How a Heat Recovery Ventilator Works
Heat recovery ventilation (HRV) systems allow homes to maintain high indoor air quality and low mechanical operation costs. This is achieved by keeping a physical separation between the fresh and exhaust air but allows for exchange of their thermal properties (to degree). As shown in the diagram, a heat recovery ventilator consists of two separate air handling systems – one collects and exhausts stale indoor air; the other draws in outdoor air and distributes it throughout the home.
Components of a Heat Recovery Ventilator
At the core of an HRV is the heat transfer module. Both the exhaust and outdoor air streams pass through the module, and the heat from the exhaust air is used to preheat the outdoor air stream. Only the heat is transferred; the two air streams remain physically separate. Typically, an HRV is able to recover 70 to 80 percent of the heat from the exhaust air and transfer it to the incoming air. This dramatically reduces the energy needed to heat outdoor air to a comfortable temperature.
The HRV system installed in a house can change all the air in the house over a three-hour period. Most HRVs are also equipped with automatic humidity sensors that increase the ventilation rate when needed – for instance, when you use the shower. Exhaust air is normally collected from the kitchen and bathroom areas, where most moisture and odors are created.
To ensure that outdoor air is supplied to all living areas in a home: for homes that have forced-air heating – the HRV is usually connected to the heating system ductwork. This requires running the furnace fan continuously to distribute outdoor air throughout the house, increasing operating costs. However, the improvement in air quality is significant. For homes that don’t have forced-air heating – the HRV is connected to a specially installed network of small diameter outdoor air ducts.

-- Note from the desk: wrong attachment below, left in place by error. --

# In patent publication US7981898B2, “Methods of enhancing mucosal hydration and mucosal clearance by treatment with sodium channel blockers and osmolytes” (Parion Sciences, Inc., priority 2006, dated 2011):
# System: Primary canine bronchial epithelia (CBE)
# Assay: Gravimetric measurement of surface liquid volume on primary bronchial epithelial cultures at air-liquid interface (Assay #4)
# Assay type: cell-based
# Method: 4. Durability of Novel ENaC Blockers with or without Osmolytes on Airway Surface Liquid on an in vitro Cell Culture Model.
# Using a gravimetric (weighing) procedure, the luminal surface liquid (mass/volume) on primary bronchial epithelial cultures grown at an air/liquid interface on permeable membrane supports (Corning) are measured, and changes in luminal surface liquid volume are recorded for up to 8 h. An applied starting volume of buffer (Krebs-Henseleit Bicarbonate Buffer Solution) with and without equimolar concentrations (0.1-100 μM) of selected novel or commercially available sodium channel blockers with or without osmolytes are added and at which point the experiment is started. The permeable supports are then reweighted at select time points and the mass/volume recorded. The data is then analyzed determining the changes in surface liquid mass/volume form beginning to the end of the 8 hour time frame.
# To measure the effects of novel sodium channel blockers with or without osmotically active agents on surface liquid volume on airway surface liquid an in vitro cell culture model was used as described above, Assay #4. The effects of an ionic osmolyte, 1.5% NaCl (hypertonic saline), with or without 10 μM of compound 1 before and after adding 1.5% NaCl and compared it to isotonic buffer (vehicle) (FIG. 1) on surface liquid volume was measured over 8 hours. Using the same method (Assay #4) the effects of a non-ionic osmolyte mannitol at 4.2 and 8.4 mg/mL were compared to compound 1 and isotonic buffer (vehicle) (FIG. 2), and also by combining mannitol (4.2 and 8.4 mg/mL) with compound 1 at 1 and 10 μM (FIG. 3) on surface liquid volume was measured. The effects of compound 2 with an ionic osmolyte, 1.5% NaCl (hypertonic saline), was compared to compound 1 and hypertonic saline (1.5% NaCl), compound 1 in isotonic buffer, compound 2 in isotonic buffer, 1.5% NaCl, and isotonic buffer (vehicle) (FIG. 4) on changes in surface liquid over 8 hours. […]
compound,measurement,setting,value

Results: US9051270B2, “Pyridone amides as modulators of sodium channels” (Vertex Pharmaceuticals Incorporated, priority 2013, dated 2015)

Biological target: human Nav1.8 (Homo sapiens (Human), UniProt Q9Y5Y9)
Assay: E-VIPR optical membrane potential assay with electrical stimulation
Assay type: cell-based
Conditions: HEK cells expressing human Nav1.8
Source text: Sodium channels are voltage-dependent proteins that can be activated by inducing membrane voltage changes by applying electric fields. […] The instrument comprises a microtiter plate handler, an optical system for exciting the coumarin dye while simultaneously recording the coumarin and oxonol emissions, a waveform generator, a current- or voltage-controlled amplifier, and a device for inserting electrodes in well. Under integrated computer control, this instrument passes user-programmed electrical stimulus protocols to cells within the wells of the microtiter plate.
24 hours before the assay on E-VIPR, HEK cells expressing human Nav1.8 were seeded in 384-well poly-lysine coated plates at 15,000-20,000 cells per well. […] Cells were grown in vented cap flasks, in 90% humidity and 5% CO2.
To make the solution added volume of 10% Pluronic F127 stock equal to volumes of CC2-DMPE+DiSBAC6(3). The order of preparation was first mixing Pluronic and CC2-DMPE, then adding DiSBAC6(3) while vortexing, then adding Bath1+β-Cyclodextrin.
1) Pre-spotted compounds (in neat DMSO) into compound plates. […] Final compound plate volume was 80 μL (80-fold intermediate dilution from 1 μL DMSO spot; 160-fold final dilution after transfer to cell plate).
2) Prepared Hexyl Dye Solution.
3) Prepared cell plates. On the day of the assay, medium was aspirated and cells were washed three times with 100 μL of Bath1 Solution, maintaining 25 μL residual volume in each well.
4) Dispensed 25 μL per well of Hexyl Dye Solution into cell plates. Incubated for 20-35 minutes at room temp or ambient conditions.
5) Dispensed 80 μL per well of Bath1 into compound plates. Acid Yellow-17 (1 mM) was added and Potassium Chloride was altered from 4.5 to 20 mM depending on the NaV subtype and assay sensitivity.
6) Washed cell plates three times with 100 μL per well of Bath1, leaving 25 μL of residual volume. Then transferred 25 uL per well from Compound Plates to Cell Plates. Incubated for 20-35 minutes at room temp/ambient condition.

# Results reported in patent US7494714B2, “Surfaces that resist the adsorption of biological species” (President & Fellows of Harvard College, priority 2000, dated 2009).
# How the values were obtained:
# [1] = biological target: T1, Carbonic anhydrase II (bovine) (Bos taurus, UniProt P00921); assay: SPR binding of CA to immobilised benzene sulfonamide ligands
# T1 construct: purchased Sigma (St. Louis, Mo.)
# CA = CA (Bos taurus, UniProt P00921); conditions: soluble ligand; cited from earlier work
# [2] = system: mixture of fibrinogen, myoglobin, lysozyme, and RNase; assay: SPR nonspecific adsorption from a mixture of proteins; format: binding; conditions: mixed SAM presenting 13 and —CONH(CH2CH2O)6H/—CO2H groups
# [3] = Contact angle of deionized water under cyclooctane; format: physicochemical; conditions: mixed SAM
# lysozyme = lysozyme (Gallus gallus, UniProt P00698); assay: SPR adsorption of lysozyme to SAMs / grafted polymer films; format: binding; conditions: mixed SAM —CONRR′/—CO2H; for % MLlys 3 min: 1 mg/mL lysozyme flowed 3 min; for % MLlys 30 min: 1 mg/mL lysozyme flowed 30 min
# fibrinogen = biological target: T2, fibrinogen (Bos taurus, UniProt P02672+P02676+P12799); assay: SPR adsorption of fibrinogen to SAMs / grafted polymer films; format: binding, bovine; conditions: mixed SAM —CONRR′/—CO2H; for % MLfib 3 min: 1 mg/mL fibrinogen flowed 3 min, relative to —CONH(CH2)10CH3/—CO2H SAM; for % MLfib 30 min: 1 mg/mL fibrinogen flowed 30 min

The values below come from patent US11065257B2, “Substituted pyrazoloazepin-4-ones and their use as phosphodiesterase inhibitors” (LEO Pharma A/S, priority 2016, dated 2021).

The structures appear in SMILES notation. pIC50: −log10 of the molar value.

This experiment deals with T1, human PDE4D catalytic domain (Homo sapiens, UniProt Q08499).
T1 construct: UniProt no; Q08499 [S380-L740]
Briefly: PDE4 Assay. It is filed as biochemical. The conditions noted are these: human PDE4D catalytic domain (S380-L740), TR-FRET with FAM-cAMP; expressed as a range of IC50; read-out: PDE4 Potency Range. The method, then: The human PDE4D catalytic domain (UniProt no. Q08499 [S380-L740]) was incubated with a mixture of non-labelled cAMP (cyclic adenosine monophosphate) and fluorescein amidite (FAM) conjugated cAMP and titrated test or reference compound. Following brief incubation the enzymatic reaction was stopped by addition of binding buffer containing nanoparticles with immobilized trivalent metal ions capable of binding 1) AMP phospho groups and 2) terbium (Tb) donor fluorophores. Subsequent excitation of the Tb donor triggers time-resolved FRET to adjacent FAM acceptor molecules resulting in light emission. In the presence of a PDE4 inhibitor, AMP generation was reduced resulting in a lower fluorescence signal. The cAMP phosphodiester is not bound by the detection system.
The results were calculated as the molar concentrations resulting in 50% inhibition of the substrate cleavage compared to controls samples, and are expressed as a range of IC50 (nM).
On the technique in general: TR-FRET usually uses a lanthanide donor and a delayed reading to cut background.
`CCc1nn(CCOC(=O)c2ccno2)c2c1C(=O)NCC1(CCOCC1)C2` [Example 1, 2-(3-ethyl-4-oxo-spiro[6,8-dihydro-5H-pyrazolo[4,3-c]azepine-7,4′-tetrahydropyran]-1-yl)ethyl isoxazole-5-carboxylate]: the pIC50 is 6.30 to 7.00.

Types of HRV’s
Passive HRV: A passive HRV unit does not have its own internal fan and is entirely furnace assisted. It works by tying the exhaust side of the unit to the supply air plenum which forces air to exhaust from the home and at the same time fresh air enters from outside through the unit and into the cold air return duct work.
Active HRV (erv): Much like the HRV the erv recovers heat (sometimes refereed to as an active HRV); however, it also recuperates the energy trapped in moisture, which greatly improves the overall recovery efficiency. In dry climates and humidified homes the erv limits the amount of moisture expelled from the home. In humid climates and air-conditioned homes, when it is more humid outside than inside, the erv limits the amount of moisture coming into the home.
Both systems greatly increase occupant comfort levels and reduce overall energy costs.